Americans are Sleeping Less than Ever Before
Studies show that Americans are getting less and less sleep, with the average nightly slumber reaching only 6.8 hours. This is much less than the 7.9 hours we were getting in the 1940s with about 30% of Americans getting six or less hours of sleep per night (2013 Gallup poll; National Health Interview Survey).
Opinions Vary on How Much Sleep We Need
How much sleep should we be getting? Well, that depends on who you ask and individual needs. Conventional wisdom is that we should sleep 7-8 hours a night. Yet recently, a variety of sources, such as the WSJ, are suggesting the number is closer to seven rather than eight. While seven hours may be adequate for most people, some studies show that additional sleep time can benefit certain types of people, like elite athletes.
If you ask select executives and health coaches, especially in Silicon Valley, the answer is quite different. Many swear by a competitive edge with only 4-6 hours of sleep per night, even resorting to pharmaceuticals like Provigil off-label to do so. And data shows that financially successful people do in fact sleep less hours per night than those making less money.
Less Sleep Suggests Higher Healthcare Costs
But what’s the cost to our health and healthcare system for not getting enough zzzzzz’s? The data suggests that that sleep deprivation leads to increased chronic disease, including increased risk of heart attack, diabetes, obesity, hypertension and depression. And naturally, that leads to increased healthcare costs.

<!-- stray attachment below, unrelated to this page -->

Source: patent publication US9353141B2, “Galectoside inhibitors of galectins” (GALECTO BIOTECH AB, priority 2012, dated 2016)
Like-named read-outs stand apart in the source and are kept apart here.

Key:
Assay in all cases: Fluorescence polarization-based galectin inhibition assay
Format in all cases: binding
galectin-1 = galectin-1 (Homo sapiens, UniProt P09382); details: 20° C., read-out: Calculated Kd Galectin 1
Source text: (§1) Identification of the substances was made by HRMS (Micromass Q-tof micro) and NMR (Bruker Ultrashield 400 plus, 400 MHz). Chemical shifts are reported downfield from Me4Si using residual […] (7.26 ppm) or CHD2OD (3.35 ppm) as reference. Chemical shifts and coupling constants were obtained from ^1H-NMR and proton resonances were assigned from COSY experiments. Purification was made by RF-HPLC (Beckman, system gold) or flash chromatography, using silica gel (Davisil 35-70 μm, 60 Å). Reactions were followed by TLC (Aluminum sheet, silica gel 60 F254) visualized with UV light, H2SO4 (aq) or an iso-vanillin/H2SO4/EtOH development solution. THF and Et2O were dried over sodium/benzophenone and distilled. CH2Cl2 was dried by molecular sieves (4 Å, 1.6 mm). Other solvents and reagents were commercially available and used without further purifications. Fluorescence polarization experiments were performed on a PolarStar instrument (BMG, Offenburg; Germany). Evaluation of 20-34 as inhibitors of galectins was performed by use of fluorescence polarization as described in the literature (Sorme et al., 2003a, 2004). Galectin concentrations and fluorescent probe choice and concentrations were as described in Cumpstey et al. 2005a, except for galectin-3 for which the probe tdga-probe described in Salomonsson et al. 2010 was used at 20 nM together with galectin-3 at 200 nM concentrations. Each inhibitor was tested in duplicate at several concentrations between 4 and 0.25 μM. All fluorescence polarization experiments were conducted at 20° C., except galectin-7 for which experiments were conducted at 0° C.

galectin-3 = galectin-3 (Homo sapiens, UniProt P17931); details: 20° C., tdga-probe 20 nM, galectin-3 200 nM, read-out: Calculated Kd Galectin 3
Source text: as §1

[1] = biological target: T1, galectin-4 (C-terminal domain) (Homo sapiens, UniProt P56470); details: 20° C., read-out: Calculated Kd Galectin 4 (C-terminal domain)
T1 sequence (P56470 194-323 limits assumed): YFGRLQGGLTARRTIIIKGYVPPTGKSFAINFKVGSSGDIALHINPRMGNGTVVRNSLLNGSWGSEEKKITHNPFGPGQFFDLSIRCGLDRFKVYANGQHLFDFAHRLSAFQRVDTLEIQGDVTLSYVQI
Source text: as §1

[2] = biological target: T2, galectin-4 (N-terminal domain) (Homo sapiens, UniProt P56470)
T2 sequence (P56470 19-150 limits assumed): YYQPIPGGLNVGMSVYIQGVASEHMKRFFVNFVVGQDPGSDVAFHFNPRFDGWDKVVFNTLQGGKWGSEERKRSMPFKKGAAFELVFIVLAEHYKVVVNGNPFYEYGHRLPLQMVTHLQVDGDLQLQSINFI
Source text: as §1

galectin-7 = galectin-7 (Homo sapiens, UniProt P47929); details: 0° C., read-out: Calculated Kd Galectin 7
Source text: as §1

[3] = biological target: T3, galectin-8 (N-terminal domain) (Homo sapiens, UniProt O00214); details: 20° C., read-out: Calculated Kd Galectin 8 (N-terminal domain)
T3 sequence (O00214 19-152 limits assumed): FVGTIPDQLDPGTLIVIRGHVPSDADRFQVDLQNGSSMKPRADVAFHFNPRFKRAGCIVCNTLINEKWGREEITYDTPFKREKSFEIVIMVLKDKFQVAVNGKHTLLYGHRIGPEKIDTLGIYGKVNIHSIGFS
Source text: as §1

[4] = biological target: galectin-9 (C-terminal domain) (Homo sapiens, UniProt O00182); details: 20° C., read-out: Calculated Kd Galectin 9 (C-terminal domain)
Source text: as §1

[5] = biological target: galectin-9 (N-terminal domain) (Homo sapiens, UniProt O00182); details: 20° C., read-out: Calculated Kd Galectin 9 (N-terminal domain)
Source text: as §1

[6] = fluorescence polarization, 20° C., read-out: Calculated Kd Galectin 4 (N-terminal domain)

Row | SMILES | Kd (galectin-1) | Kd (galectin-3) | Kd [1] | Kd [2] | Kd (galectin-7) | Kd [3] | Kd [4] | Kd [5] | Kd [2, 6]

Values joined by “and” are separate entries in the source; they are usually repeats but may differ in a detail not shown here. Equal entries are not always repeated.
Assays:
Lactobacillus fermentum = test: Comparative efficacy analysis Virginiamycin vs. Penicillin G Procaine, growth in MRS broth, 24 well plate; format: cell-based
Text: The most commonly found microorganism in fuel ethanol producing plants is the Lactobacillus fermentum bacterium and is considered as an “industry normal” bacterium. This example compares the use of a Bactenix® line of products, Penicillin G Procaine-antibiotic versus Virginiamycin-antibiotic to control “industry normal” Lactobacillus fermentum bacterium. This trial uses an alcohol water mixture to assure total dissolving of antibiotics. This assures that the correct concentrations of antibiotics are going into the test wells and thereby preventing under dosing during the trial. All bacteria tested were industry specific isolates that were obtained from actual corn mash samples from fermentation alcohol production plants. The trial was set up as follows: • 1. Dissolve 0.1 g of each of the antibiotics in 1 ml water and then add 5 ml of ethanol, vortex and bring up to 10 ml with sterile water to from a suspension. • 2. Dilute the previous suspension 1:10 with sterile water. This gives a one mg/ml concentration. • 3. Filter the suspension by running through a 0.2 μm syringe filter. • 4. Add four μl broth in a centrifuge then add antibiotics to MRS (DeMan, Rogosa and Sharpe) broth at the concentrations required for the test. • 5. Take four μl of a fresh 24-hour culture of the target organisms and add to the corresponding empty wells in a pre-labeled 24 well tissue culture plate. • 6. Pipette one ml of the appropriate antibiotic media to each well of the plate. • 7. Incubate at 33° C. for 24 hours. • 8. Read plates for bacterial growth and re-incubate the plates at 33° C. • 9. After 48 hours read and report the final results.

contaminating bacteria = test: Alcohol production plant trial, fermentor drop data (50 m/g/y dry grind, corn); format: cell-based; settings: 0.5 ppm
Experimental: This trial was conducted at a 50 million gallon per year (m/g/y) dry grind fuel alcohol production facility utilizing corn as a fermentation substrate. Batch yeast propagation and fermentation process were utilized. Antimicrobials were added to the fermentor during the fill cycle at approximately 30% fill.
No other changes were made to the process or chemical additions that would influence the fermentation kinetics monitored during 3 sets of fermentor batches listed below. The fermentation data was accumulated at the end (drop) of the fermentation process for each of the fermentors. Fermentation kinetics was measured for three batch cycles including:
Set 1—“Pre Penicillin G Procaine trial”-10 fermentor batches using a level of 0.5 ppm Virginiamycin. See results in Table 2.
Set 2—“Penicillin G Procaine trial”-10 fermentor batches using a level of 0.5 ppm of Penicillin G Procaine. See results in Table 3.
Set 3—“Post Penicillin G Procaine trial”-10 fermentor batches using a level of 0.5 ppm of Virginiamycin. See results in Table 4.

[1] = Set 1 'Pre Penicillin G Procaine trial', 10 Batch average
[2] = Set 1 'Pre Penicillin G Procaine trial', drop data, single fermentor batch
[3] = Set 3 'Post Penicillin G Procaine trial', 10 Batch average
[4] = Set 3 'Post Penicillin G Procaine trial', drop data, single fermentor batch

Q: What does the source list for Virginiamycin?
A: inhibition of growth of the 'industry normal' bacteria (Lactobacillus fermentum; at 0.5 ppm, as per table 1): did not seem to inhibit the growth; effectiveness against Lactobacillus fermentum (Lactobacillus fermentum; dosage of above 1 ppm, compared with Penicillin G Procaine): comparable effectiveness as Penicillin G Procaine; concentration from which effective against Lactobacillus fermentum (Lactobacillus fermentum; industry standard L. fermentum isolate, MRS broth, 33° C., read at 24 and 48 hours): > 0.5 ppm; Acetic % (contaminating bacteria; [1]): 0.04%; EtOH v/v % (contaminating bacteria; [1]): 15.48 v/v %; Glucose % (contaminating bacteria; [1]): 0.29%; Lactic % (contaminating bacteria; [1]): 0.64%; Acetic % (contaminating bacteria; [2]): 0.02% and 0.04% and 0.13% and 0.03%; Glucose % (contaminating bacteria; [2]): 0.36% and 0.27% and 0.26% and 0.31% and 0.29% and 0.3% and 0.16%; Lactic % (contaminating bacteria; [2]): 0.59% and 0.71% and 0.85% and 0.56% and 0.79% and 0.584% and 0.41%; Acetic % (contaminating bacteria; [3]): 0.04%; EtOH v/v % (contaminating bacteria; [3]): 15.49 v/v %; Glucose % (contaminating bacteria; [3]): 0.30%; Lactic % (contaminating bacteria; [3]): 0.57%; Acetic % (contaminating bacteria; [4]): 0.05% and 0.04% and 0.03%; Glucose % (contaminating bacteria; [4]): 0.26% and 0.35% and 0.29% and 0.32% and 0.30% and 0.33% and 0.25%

Sleep Deprivation Causes Accidents and Errors
Lack of sleep also is a top cause of car accidents. A recent high profile case involved a trucker who allegedly hadn’t slept in 24 hours and crashed into Tracy Morgan’s limo, killing one and injuring four passengers. Drowsy driving causes an estimated 1,500 fatalities and 40,000 nonfatal injuries annually, according to the National Highway Traffic Safety Administration.
Getting less sleep affects job performance as well, which can result in serious consequences. Sleep deprivation was determined to be a significant factor in major industrial accidents like Three Mile Island, Chernobyl, Exxon Valdez and the Challenger Space Shuttle. Would you want a sleep deprived surgeon operating on you or monitoring you in the hospital? Sleep deprivation increases the risk of medical and surgical errors. In fact, in one study, limiting the number of continual hours that a medical resident had to work decreased the hospital mortality rate for patients hospitalized for medical reasons.
Adequate Sleep is a Necessity
Ultimately, everyone has their own natural sleep patterns and needs, but we need to ask how long we can sustain a shrinking allotment of sleep? Even using the weekend to catch up on lost sleep isn’t the answer. The key seems to be finding the right amount of time that your body needs to feel rested and restored.
Simply put, adequate sleep isn’t a luxury, it’s a necessity if we want our bodies and minds to function at their best and our rising national healthcare costs to be kept at bay.
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Tags: Healthcare consumerism